Google, not surprisingly, moved in quickly with the Google Photos app, which hit 100 million users in its first five months. It allows users to store, organise, catalogue and search their images. However, just as there’s no such thing as a free lunch, there is a lucrative strategy behind Google’s free cloud-based app. Google has effectively deployed armies of users, who are rebelling and reorganising their images, to provide a vast dataset. This allows Google to hone and re-hone algorithms and thereby dramatically improve visual searches and expand services. 

AI examples ()

So where’s the DAM value?

As the buzz around image recognition technology grows louder, we look to digital asset management (DAM), which is the storing, managing and sharing of images, videos, logos and ads. DAM was once relegated to organising and archiving the massive photo collections of large newspapers. Today it’s a must for all media outlets. Moreover, the exponential developments in AI are trickling down to give DAM greater potential than ever. 

As a starting point, there is the matter of just clearing obstacles. “I have seen many clients with gigabytes of assets wonder whether to go through the tremendous effort of manually assigning metadata to them,” wrote Martin Jacobs, Group Vice President, Data Driven Marketing Technology at Razorfish.

Few will argue it’s not worth it. And there is little excuse, now that it’s automated. Yet the benefits of a DAM strategy empowered by image recognition technology goes beyond salvaging resources and saving time. 

“It’s all about unlocking more value in your assets,” said Chris Carr, MerlinX Development Manager at MerlinOne, a DAM vendor. “An asset has no value if you can’t find it or if you don’t know if you have permission to use it.” 

Effective asset management, Carr added, is dependent on metadata, which is traditionally provided by content creators and maintainers, such as photographers, writers, videographers or dedicated librarians. Yet against competing priorities applying meta tags is a loathsome, Herculean task that can easily fall by the wayside. “AI feature recognition fills a gap for cases where no metadata exists and no human is editing metadata,” he explained.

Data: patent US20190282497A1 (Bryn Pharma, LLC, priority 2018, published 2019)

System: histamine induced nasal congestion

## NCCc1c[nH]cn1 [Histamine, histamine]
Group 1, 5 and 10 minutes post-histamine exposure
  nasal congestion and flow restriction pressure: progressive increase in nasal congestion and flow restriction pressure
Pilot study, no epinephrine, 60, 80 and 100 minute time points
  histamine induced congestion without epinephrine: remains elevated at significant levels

Watch this space

Image recognition continues to achieve impressive new milestones and DAM will evolve accordingly. Example advances are expected to include the capacity to identify foreground and background colour information, reporting on the usage of assets across the web and how likely the image is to be memorable to humans. The technology also holds great promise for strengthening content more broadly and publishers can take advantage of this to drive commerce to their site. Last year, for example, the BBC used facial recognition to measure if native ads work. The study revealed that emotional involvement with a native campaign was heightened when brand labelling was made clear. 

If looking at the bottom line, while these AI-driven innovations may be subtle compared to the highly celebrated, but yet-to-be-mainstreamed, driverless cars and personal robotics, they are here today, proving their value and their worth for publishers.

More like this

IBM and Bon Appétit’s artificial intelligence cooking app

Your first step to joining FIPP's global community of media leaders

Sign up to FIPP World x